FACEBOOK HAS more than 500 million users, including almost half of all Americans. Its power is enormous: the site helped elect a president in the United States and topple one in Egypt.
But Facebook, like Craigslist,
Unveiled at a White House conference Thursday, the new tool itself amounts to a modest improvement. A feature on the social networking site will allow users to report cyberbullying directly to a trusted adult, in addition to Facebook itself. “Social reporting’’ aims to involve adults who know the students involved and can intervene before cyberbullying spirals out of control.
But the announcement may be most notable because it shows that Facebook is taking its corporate responsibilities more seriously. It and other Internet companies have routinely fallen back on the defense that they only create tools and release them into the world — and then bear no responsibility for how those tools are used.
Craigslist famously refused to take down a section of its site festooned with thinly veiled prostitution ads until it was pressured into action by law enforcement. Google seemed astonished at the anger over products that displayed detailed satellite images of people’s backyards for all the world to see. And in the past, Facebook has weakened privacy protections on the site in ways that also compromise safety; one unpopular change to its privacy policies in 2009 exposed friend lists and other previously confidential information, in some cases providing fodder to cyberbullies. (The policy was amended to answer Facebook’s critics.)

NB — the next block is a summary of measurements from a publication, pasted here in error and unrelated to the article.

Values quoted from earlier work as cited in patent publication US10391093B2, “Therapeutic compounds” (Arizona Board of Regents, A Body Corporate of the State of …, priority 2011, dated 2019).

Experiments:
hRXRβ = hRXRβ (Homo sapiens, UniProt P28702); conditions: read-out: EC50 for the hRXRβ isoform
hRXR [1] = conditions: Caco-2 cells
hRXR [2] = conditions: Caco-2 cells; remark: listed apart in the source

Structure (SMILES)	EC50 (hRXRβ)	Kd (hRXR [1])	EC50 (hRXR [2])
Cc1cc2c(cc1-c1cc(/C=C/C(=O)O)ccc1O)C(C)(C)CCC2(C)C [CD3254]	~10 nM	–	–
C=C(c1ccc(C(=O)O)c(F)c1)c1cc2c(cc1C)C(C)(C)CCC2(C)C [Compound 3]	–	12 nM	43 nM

Even after this week’s announcement, Facebook still has a ways to go. The link to report abuse is not prominent enough. Despite what Facebook claims is its “real-name’’ culture, bullies can easily set up fake accounts. And Facebook still does a poor job keeping children under 13 from joining in the first place; as many parents can attest, the age restriction is easily circumvented. And however firm its policies, Facebook still relies on users to enforce them. This is a reasonable philosophical stance, but it also spares Facebook the trouble and expense of more closely monitoring the vast social environment it has created.
Internet companies often liken their products to telephones and television, media with a myriad of uses that sometimes have unexpected ramifications. But they forget that telephone and television networks accepted the principle that groundbreaking technology must serve public purposes. Such networks were heavily regulated. Facebook is not, even though its influence, like that of Google, Twitter, and Craigslist, now surpasses that of many traditional industries. Taking action on cyberbullying is a hopeful sign that one of Silicon Valley’s leading outlets is accepting the responsibilities that come with success.